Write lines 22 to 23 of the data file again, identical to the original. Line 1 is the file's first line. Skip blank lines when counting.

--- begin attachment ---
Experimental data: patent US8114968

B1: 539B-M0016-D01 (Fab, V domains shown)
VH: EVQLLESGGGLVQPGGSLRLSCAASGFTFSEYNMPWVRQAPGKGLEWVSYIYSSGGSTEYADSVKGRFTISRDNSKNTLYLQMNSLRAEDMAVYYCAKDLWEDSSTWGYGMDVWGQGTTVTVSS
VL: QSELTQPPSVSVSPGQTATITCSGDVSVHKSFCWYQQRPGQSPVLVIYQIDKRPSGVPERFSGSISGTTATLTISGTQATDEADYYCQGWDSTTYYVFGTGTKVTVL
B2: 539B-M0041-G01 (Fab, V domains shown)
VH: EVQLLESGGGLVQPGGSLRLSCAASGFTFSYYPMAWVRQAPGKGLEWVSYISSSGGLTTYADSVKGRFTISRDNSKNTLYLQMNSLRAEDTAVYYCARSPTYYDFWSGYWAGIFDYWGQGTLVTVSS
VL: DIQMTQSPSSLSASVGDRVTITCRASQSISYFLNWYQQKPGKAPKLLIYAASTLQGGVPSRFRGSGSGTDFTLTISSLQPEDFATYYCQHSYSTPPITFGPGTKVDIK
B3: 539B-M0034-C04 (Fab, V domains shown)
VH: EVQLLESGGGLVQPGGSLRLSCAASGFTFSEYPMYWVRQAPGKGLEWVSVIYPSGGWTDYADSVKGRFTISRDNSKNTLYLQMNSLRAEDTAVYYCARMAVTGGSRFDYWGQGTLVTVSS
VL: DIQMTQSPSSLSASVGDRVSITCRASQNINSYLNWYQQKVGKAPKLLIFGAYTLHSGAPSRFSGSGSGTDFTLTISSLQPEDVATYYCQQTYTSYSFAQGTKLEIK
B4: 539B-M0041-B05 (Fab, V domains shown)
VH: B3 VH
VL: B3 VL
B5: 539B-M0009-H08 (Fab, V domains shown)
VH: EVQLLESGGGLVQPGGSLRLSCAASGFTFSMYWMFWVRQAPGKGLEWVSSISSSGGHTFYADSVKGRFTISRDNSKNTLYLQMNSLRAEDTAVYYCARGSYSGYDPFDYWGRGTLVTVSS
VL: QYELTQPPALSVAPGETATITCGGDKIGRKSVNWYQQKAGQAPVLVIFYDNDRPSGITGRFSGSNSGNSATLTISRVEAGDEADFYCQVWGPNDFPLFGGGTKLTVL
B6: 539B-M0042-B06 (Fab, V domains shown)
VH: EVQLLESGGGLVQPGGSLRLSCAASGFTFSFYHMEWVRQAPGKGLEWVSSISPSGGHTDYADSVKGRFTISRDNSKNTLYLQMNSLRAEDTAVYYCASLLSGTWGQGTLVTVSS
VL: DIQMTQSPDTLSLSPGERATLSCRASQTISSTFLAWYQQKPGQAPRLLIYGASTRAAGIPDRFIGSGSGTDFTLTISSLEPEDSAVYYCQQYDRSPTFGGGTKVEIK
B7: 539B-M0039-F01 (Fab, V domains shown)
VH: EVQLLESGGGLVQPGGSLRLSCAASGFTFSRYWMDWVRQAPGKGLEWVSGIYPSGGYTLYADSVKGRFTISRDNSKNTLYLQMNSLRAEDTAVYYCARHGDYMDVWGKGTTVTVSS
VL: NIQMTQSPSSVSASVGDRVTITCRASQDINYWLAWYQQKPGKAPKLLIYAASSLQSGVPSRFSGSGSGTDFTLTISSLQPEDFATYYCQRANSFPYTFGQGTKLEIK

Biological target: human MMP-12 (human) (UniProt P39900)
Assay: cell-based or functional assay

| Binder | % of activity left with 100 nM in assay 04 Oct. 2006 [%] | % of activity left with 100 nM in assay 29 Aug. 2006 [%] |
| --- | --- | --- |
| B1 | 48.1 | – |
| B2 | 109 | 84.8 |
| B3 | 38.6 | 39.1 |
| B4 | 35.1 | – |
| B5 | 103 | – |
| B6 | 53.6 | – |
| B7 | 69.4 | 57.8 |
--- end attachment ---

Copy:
VL: NIQMTQSPSSVSASVGDRVTITCRASQDINYWLAWYQQKPGKAPKLLIYAASSLQSGVPSRFSGSGSGTDFTLTISSLQPEDFATYYCQRANSFPYTFGQGTKLEIK

Biological target: human MMP-12 (human) (UniProt P39900)